Noah starting to look like his old self
February, 26, 2011
By Nick Friedell | ESPNChicago.com
MILWAUKEE -- Joakim Noah may not be back to where he wants to be, but if you watched the Chicago Bulls’ 83-75 win over the Milwaukee Bucks on Saturday night, you wouldn't have noticed much difference between the pre-thumb-surgery Noah and the post-op one.
The emotional Bulls center pulled down 17 rebounds and looked like his old self, jumping up and down on the floor while spewing the type of energy, determination and choice language that Bulls fans know and love.
"I thought Jo was really good tonight," Bulls head coach Tom Thibodeau said. "I thought his defense was terrific. Individual defense, team defense, rebounding effort. Same things to start the third; he got tired a little bit quicker, but I thought his wind came back really well in the fourth."
Gary Dineen/NBAE via Getty ImagesJoakim Noah had eight points and 17 rebounds in the Bulls win over the Bucks on Saturday.
That was the key for Noah on this night. He found the second wind that had eluded him since returning Wednesday night in Toronto after missing 30 games.
"I feel like the more I'm out there on the court, the better my wind's going to be," Noah said. "My timing is still off. I feel like I can still get better, there are still things I can do a lot better, and I think I'm not a player who's satisfied. So I'm just going to keep working, keep grinding, because I feel like we can do some good things on this team."
Noah's re-integration into the Bulls offensive and defensive schemes is an ongoing process, but his presence on the floor and his ability to clear up the boards is something which his teammates have been missing. They love Kurt Thomas and Omer Asik, but they know that Noah has the ability to make them even stronger as a whole.
Led by Noah, the Bulls outrebound the Bucks 49-37 and outscored them 28-15 in second-chance points.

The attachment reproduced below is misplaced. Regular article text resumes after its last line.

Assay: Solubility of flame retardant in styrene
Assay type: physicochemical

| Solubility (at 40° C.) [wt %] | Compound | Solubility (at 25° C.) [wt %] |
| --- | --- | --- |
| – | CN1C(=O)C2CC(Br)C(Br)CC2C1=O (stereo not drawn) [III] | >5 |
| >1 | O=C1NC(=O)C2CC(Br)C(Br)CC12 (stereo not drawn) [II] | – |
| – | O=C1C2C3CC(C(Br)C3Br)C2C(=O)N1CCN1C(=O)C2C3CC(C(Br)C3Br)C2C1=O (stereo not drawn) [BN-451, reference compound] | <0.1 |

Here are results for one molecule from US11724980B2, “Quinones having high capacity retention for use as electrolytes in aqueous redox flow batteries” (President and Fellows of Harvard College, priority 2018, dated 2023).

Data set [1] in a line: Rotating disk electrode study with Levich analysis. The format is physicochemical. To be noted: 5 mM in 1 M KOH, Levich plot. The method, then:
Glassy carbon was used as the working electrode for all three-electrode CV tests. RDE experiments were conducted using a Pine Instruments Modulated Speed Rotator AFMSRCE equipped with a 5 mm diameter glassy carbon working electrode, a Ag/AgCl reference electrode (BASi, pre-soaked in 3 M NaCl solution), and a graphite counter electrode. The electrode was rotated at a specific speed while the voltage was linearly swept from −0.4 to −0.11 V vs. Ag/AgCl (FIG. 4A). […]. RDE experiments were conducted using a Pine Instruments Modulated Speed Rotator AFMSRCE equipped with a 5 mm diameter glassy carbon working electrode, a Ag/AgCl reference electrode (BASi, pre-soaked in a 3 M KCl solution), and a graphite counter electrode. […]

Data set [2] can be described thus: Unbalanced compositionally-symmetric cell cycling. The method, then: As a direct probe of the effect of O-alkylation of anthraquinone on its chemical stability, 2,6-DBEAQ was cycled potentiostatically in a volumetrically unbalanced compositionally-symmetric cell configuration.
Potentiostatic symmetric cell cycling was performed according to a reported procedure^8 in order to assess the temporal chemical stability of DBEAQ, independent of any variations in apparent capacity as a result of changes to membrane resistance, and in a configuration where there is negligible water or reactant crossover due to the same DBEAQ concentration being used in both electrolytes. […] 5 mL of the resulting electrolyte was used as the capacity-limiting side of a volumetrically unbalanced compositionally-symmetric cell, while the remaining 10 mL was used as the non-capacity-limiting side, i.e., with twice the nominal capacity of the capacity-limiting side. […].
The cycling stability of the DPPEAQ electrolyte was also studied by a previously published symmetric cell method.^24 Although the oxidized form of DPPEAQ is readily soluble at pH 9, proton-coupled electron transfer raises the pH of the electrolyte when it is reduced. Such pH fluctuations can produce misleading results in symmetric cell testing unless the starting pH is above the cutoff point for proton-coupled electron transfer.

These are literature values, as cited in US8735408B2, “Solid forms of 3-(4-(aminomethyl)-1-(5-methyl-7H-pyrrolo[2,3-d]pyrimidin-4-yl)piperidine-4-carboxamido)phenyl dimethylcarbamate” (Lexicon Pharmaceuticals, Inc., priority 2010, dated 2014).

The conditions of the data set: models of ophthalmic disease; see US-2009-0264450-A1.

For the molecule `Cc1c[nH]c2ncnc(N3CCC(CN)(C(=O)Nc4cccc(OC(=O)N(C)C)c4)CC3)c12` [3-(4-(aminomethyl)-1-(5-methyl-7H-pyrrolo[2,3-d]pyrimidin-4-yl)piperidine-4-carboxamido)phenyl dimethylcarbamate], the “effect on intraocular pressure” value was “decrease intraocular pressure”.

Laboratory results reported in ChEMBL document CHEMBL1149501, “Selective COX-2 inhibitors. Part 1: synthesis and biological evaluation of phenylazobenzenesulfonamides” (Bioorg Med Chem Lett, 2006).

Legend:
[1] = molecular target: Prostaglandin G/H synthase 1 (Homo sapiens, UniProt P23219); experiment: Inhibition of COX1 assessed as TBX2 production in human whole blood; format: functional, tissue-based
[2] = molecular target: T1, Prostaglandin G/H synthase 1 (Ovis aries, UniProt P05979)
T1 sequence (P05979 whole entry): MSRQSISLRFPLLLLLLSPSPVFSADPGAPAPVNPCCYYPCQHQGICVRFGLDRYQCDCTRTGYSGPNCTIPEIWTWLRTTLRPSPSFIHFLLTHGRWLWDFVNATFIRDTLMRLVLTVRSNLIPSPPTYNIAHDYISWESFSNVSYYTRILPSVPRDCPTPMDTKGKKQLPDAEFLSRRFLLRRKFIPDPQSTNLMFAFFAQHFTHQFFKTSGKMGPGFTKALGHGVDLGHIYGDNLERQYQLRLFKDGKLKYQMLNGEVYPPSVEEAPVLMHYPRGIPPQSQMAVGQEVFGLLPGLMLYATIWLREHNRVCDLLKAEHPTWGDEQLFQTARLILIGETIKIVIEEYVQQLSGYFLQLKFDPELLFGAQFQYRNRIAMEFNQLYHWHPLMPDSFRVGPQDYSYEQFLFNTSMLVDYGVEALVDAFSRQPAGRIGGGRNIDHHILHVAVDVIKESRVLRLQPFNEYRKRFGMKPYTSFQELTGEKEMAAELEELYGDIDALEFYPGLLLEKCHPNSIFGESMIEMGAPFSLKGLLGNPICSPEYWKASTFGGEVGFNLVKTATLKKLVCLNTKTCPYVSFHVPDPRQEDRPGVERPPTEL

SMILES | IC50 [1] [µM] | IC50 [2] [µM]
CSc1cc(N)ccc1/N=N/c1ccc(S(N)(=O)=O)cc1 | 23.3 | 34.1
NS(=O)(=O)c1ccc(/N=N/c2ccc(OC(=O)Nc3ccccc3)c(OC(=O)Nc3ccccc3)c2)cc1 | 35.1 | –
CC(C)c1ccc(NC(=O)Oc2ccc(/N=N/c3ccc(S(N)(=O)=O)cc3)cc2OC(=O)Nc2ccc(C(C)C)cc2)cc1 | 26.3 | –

"I think they're backbreakers in some ways," Thibodeau said of the second-chance points. Milwaukee is a great defensive team, but I think the extra possession, the more you do that, now they've got to commit to another 24 seconds of defense and I think that can wear on a team."
Deng steps up again: Speaking of wearing on a team, Luol Deng did it again Saturday night, scoring a team-high 19 points and playing with the same type of steadiness that he has played with all year.
"Lu's been huge," Noah said. "But Lu's been huge all year. He's been real consistent for us. He's playing very, very confident basketball. He's not somebody who gets too excited, never too high, never too low, just consistent. And he's been playing very aggressive as well, so we need that from him."
Noah, like so many others, believes Deng has found his groove under Thibodeau.
"I think he's playing under control more," Noah said. "He's letting his offense come to him; he's not rushing shots. And he's playing like a real confident player right now. Sometimes, I felt like in the past, some of Lu's shots were rushed. I feel like he's playing at a really high level. It's just smooth. He's letting the game come to him."
Bulls D steps up: For the second straight game, the Bulls' defense ramped up its pressure in the second half and took over the game. Rose has an interesting theory as to why that has happened recently.
"[Thibodeau] comes in talking to us," Rose said. "Letting us know that the first half, I think the second quarter was terrible, sloppy. He always tells us what we have to do and we came out and tried to push the ball, rebound the ball, and take good shots."
As usual, despite the success, Thibodeau sees a lot of room for improvement.
"You had to work this game," he said. "You want to be consistent as possible for 48 minutes. We didn't like the first quarter defensively. We thought we gave them too much. They got 25 in the first quarter. And then we seemed to be more locked in, more disciplined. And as the game wore on, we were helping each other well, and [I] thought we were getting back, getting our defense set, and that's what we're striving for, the improvement. We know we're still not a 48-minute team and we know that's where we have to try to get there."
Deng believes the defensive difference, especially since Wednesday night's embarrassing loss in Toronto, has been simple.
"Our energy," he said. "I thought we were flat in Toronto. Our energy was great the second half in the Miami game [and] tonight again. We came out in the third quarter and outplayed them."